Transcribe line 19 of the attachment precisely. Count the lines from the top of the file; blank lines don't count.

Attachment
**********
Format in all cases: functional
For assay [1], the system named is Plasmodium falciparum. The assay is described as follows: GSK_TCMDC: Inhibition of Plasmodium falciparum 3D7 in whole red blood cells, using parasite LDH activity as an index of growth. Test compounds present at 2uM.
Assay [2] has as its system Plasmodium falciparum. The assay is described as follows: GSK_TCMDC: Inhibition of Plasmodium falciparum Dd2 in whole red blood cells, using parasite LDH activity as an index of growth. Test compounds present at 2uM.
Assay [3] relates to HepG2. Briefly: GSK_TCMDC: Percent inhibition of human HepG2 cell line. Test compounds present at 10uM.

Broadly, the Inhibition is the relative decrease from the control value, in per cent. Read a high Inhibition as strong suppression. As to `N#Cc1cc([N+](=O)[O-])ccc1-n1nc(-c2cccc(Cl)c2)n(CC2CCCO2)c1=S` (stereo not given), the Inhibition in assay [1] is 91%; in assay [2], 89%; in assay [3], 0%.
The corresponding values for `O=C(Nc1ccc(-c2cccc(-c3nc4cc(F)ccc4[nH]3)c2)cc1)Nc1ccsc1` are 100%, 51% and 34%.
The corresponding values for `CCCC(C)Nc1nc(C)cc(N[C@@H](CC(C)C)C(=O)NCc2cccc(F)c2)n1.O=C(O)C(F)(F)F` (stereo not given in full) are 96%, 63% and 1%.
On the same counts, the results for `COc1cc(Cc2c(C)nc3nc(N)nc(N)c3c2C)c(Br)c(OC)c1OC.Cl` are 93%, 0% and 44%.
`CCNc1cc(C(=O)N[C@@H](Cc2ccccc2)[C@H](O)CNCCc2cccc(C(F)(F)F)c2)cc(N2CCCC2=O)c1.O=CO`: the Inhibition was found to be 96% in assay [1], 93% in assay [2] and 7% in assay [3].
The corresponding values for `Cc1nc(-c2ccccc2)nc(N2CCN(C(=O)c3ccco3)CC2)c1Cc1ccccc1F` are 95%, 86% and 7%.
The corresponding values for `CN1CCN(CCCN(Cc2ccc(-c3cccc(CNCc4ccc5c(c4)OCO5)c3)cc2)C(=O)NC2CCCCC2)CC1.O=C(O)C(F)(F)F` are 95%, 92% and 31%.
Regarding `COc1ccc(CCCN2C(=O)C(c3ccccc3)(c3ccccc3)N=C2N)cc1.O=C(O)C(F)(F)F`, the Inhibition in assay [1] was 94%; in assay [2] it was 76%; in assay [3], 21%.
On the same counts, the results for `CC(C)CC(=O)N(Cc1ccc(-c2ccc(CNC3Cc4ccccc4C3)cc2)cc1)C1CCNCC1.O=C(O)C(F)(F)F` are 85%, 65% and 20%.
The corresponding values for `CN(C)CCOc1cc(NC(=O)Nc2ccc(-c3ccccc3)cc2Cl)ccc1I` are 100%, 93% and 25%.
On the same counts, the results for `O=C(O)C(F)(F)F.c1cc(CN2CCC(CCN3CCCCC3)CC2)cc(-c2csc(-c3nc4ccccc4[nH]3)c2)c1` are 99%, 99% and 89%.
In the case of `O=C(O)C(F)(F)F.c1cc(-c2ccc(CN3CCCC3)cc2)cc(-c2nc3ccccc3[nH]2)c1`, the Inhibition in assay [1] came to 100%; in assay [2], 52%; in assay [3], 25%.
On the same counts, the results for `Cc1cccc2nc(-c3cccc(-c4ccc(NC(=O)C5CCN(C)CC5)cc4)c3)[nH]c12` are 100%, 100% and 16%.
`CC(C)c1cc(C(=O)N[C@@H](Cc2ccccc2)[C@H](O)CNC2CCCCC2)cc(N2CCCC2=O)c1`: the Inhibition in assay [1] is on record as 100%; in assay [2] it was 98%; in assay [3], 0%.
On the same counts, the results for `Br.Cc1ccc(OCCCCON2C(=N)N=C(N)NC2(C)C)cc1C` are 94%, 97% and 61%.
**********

On the same counts, the results for `Br.Cc1ccc(OCCCCON2C(=N)N=C(N)NC2(C)C)cc1C` are 94%, 97% and 61%.